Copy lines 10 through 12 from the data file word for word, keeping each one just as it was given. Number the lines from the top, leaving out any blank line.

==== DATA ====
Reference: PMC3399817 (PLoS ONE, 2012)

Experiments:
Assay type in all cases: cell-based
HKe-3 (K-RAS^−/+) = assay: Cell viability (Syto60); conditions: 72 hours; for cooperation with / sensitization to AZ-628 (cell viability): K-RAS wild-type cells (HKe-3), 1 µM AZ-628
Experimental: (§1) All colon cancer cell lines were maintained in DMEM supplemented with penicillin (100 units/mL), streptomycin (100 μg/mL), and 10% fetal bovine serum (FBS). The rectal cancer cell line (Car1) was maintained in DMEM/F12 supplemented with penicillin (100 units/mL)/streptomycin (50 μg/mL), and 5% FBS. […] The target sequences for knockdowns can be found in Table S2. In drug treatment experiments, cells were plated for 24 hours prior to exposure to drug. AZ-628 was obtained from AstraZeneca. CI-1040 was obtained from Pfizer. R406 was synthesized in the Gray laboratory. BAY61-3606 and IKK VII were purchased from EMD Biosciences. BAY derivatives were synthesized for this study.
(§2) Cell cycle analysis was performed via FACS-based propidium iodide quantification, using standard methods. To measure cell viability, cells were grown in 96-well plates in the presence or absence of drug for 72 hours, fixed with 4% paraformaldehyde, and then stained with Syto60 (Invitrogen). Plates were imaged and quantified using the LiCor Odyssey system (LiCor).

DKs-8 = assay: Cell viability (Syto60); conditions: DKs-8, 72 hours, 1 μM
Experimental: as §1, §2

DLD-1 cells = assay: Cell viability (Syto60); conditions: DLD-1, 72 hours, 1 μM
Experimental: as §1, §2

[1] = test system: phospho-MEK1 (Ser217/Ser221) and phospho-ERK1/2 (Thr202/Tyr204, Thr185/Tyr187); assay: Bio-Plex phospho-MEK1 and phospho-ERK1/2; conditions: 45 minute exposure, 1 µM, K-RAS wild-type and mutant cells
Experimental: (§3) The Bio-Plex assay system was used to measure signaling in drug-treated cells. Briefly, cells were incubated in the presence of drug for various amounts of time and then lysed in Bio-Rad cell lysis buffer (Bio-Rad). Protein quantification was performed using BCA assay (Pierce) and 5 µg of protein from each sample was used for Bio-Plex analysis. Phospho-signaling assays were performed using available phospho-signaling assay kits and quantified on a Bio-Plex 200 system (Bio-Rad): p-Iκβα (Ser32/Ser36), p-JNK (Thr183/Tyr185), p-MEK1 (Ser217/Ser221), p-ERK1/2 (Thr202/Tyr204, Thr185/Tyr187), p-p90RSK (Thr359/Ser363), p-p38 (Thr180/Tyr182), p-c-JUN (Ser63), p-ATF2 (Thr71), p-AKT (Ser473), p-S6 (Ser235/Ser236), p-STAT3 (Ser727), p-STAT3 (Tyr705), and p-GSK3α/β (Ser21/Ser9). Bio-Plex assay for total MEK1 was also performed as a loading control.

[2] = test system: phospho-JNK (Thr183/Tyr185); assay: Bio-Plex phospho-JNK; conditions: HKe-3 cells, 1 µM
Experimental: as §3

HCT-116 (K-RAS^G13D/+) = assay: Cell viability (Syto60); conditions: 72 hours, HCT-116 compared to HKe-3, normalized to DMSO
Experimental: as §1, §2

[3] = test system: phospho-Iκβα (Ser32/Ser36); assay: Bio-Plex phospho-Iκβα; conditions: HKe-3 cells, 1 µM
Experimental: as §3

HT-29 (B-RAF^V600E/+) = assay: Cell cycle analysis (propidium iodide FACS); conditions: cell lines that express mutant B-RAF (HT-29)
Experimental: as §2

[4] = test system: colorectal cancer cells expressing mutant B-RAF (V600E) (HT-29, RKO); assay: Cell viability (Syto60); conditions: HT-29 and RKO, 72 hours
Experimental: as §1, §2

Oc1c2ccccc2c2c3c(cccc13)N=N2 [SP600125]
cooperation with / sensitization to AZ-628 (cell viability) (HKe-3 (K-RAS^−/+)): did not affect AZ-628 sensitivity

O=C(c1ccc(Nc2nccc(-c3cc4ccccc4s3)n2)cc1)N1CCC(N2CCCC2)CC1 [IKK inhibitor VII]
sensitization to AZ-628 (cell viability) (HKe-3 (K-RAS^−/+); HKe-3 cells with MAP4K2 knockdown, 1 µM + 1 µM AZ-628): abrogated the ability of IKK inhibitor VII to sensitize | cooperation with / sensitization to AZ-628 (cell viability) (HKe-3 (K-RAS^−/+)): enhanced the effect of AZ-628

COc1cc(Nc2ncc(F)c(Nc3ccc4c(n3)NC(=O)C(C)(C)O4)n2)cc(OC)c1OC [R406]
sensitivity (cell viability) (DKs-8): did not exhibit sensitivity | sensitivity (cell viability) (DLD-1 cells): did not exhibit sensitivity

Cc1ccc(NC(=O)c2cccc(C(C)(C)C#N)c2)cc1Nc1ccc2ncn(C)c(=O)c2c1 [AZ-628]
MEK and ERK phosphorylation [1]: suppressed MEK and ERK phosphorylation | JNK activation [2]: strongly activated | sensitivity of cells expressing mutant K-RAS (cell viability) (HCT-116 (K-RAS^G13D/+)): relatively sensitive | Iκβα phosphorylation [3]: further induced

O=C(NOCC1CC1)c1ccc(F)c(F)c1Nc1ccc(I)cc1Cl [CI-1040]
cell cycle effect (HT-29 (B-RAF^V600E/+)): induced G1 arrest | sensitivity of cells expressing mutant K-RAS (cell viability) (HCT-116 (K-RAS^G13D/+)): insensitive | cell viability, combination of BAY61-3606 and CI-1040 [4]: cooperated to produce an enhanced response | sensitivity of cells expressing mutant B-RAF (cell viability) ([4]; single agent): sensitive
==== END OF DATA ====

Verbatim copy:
Experimental: as §1, §2

[1] = test system: phospho-MEK1 (Ser217/Ser221) and phospho-ERK1/2 (Thr202/Tyr204, Thr185/Tyr187); assay: Bio-Plex phospho-MEK1 and phospho-ERK1/2; conditions: 45 minute exposure, 1 µM, K-RAS wild-type and mutant cells
Experimental: (§3) The Bio-Plex assay system was used to measure signaling in drug-treated cells. Briefly, cells were incubated in the presence of drug for various amounts of time and then lysed in Bio-Rad cell lysis buffer (Bio-Rad). Protein quantification was performed using BCA assay (Pierce) and 5 µg of protein from each sample was used for Bio-Plex analysis. Phospho-signaling assays were performed using available phospho-signaling assay kits and quantified on a Bio-Plex 200 system (Bio-Rad): p-Iκβα (Ser32/Ser36), p-JNK (Thr183/Tyr185), p-MEK1 (Ser217/Ser221), p-ERK1/2 (Thr202/Tyr204, Thr185/Tyr187), p-p90RSK (Thr359/Ser363), p-p38 (Thr180/Tyr182), p-c-JUN (Ser63), p-ATF2 (Thr71), p-AKT (Ser473), p-S6 (Ser235/Ser236), p-STAT3 (Ser727), p-STAT3 (Tyr705), and p-GSK3α/β (Ser21/Ser9). Bio-Plex assay for total MEK1 was also performed as a loading control.